Manufacturing; meat, seafood and poultry processing; high-volume retail and grocery; and agricultural processing settings are among those places where OSHA says workers may be a higher risk.
Specific measures to take
In all workplaces with heightened risk due to workplace environmental factors where there are unvaccinated or otherwise at-risk workers in the workplace, employers should:
- Stagger break times or provide temporary break areas and restrooms to avoid groups of unvaccinated or otherwise at-risk workers congregating during breaks. Such workers should maintain at least 6 feet of distance from others at all times, including on breaks
- Stagger workers’ arrival and departure times to avoid groups of unvaccinated or otherwise at-risk workers in parking areas, locker rooms, and near time clocks
- Provide visual cues (e.g., floor markings, signs) as a reminder to maintain physical distancing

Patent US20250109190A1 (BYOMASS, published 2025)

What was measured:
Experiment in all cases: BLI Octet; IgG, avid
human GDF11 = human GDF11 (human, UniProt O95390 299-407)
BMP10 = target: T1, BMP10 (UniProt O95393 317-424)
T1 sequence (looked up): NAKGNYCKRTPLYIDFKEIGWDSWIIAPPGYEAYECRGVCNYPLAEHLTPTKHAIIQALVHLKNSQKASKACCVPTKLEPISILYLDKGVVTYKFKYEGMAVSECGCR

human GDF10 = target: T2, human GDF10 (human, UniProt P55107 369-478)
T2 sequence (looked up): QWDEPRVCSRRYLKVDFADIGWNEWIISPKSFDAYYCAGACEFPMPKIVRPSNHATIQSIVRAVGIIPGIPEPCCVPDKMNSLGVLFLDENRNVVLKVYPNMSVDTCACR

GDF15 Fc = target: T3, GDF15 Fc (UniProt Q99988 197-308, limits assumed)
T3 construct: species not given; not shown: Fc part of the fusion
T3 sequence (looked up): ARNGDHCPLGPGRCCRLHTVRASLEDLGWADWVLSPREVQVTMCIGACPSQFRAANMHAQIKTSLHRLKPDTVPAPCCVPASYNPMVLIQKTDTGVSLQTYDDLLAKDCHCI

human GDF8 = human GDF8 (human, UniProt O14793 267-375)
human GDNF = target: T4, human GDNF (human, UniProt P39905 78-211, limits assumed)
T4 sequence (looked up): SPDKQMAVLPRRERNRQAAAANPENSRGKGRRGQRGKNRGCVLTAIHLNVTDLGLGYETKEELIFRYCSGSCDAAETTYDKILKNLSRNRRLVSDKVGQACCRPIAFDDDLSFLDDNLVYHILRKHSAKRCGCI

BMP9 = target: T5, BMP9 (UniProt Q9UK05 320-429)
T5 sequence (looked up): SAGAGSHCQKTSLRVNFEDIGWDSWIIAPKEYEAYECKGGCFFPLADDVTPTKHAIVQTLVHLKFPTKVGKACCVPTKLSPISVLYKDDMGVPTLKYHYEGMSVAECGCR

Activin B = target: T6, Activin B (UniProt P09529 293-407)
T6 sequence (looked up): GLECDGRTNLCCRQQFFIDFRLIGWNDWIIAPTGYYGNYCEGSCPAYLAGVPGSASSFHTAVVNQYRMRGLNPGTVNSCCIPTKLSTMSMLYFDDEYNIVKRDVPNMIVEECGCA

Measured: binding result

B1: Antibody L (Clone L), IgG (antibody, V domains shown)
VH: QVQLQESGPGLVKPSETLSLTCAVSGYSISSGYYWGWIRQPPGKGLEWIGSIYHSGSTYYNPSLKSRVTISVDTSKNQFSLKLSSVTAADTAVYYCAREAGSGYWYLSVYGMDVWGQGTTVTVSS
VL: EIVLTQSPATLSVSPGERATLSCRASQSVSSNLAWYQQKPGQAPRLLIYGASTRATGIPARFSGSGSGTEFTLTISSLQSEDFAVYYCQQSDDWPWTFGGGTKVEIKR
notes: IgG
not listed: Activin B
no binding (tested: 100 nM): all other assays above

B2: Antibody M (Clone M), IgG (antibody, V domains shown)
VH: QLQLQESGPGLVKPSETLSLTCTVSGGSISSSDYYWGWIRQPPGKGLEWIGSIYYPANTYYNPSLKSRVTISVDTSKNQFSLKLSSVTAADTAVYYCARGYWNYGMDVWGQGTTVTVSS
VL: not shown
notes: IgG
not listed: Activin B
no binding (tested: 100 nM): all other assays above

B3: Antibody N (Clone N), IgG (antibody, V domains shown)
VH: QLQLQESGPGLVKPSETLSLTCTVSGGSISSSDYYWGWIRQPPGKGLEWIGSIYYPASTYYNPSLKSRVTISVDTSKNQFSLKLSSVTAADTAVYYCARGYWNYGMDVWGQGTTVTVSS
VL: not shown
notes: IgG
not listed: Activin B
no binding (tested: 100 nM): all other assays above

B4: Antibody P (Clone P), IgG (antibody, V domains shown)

- Require unvaccinated or otherwise at-risk workers, and also fully vaccinated workers in areas of substantial or high community transmission, to wear masks whenever possible, encourage and consider requiring customers and other visitors to do the same, and
- Implement strategies (tailored to your workplace) to improve ventilation that protects workers as outlined in CDC’s Ventilation in Buildings and in the OSHA Alert: COVID-19 Guidance on Ventilation in the Workplace, and ASHRAE Guidance for Building Operations and Industrial Settings During the COVID-19 Pandemic
In high-volume retail workplaces where there are unvaccinated or otherwise at-risk workers, customers, or other people, employers should:
- Ask customers and other visitors to wear masks – or consider requiring them – especially in areas of substantial or high transmission
- Consider ways to promote physical distancing between unvaccinated or otherwise at-risk people and/or limiting occupancy to allow for physical distancing consistent with CDC guidance
- Move the electronic payment terminal/credit card reader farther away from unvaccinated and otherwise at-risk workers to increase the distance between customers and such workers, if possible, and